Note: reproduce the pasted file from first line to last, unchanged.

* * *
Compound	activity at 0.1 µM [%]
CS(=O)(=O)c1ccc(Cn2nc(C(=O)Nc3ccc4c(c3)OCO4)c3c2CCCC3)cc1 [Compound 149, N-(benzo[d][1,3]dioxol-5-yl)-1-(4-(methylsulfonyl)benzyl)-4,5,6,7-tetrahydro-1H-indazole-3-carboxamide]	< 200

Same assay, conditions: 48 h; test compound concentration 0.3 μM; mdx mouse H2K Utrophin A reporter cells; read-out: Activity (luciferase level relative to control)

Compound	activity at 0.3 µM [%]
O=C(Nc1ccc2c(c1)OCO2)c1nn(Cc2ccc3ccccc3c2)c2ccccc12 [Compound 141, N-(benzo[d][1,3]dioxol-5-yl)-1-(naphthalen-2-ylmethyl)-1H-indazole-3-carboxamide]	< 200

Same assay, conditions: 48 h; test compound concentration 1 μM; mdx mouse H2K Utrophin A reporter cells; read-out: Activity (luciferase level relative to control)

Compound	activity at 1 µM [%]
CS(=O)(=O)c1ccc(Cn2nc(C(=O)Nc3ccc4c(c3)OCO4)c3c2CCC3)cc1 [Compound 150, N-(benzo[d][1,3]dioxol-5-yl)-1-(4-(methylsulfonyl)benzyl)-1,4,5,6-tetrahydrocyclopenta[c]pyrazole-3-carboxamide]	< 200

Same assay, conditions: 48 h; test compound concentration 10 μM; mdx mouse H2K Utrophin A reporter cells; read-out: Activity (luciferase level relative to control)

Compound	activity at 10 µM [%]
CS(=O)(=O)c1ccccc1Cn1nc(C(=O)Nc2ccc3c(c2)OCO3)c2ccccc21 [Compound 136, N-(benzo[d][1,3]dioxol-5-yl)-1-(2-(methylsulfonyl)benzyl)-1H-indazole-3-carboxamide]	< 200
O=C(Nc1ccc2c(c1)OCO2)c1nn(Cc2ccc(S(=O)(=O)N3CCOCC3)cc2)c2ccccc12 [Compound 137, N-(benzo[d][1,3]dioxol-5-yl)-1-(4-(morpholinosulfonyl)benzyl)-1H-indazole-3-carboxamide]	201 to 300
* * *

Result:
Compound	activity at 0.1 µM [%]
CS(=O)(=O)c1ccc(Cn2nc(C(=O)Nc3ccc4c(c3)OCO4)c3c2CCCC3)cc1 [Compound 149, N-(benzo[d][1,3]dioxol-5-yl)-1-(4-(methylsulfonyl)benzyl)-4,5,6,7-tetrahydro-1H-indazole-3-carboxamide]	< 200

Same assay, conditions: 48 h; test compound concentration 0.3 μM; mdx mouse H2K Utrophin A reporter cells; read-out: Activity (luciferase level relative to control)

Compound	activity at 0.3 µM [%]
O=C(Nc1ccc2c(c1)OCO2)c1nn(Cc2ccc3ccccc3c2)c2ccccc12 [Compound 141, N-(benzo[d][1,3]dioxol-5-yl)-1-(naphthalen-2-ylmethyl)-1H-indazole-3-carboxamide]	< 200

Same assay, conditions: 48 h; test compound concentration 1 μM; mdx mouse H2K Utrophin A reporter cells; read-out: Activity (luciferase level relative to control)

Compound	activity at 1 µM [%]
CS(=O)(=O)c1ccc(Cn2nc(C(=O)Nc3ccc4c(c3)OCO4)c3c2CCC3)cc1 [Compound 150, N-(benzo[d][1,3]dioxol-5-yl)-1-(4-(methylsulfonyl)benzyl)-1,4,5,6-tetrahydrocyclopenta[c]pyrazole-3-carboxamide]	< 200

Same assay, conditions: 48 h; test compound concentration 10 μM; mdx mouse H2K Utrophin A reporter cells; read-out: Activity (luciferase level relative to control)

Compound	activity at 10 µM [%]
CS(=O)(=O)c1ccccc1Cn1nc(C(=O)Nc2ccc3c(c2)OCO3)c2ccccc21 [Compound 136, N-(benzo[d][1,3]dioxol-5-yl)-1-(2-(methylsulfonyl)benzyl)-1H-indazole-3-carboxamide]	< 200
O=C(Nc1ccc2c(c1)OCO2)c1nn(Cc2ccc(S(=O)(=O)N3CCOCC3)cc2)c2ccccc12 [Compound 137, N-(benzo[d][1,3]dioxol-5-yl)-1-(4-(morpholinosulfonyl)benzyl)-1H-indazole-3-carboxamide]	201 to 300